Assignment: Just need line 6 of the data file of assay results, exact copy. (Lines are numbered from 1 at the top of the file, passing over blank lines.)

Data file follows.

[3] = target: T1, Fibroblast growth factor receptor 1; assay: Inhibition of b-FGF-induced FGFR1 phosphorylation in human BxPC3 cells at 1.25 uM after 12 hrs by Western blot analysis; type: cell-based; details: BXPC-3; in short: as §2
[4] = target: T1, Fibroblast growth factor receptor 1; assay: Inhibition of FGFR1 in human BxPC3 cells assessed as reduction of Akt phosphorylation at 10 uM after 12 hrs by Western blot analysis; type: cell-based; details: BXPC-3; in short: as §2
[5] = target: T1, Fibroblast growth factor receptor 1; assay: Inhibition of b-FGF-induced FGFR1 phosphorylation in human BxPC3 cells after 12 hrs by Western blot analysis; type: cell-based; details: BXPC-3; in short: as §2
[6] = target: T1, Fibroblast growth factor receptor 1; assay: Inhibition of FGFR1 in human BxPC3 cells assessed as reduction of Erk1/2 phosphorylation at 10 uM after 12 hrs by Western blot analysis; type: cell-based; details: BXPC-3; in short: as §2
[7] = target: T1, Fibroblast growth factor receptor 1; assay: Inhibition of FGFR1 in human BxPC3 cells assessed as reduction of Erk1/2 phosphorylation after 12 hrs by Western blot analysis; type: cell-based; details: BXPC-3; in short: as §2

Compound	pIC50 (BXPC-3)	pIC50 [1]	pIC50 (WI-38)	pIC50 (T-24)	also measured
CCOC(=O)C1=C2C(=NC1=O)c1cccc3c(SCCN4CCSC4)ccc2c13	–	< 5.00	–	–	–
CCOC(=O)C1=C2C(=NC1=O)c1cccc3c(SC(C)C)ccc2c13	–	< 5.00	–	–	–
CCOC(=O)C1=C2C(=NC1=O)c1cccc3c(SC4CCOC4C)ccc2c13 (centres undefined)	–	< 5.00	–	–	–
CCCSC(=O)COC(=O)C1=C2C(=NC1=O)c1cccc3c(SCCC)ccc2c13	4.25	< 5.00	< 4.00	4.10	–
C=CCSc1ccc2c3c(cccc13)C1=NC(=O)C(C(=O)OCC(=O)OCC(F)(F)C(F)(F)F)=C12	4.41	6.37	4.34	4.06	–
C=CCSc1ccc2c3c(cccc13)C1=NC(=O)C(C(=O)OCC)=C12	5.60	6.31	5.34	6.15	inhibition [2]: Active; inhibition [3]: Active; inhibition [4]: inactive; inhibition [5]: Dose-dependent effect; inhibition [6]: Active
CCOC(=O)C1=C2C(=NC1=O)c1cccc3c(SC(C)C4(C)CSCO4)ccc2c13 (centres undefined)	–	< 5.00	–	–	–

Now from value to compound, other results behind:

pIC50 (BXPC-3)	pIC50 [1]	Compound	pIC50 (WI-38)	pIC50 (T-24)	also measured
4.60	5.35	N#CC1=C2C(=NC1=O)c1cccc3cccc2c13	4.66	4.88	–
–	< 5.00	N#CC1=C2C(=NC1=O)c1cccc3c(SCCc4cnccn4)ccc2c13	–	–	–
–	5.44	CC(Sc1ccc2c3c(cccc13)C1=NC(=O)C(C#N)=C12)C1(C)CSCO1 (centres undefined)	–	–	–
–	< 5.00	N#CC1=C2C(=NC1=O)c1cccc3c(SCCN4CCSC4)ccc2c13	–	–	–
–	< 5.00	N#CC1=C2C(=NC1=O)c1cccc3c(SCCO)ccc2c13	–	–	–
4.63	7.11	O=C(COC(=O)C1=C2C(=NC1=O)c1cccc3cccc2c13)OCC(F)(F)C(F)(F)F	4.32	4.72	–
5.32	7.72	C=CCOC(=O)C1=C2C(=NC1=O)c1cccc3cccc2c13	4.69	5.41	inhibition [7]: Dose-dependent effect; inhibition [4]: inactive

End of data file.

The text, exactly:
Compound	pIC50 (BXPC-3)	pIC50 [1]	pIC50 (WI-38)	pIC50 (T-24)	also measured